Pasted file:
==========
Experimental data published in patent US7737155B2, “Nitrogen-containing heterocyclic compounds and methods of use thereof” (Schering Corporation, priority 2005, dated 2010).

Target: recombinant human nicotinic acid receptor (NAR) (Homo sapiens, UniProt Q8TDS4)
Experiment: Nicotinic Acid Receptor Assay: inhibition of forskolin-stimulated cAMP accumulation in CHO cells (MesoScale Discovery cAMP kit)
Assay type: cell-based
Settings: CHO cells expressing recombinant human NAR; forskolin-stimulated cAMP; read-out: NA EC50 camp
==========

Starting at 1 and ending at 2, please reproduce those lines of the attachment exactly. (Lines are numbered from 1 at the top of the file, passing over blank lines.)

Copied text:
Experimental data published in patent US7737155B2, “Nitrogen-containing heterocyclic compounds and methods of use thereof” (Schering Corporation, priority 2005, dated 2010).

Target: recombinant human nicotinic acid receptor (NAR) (Homo sapiens, UniProt Q8TDS4)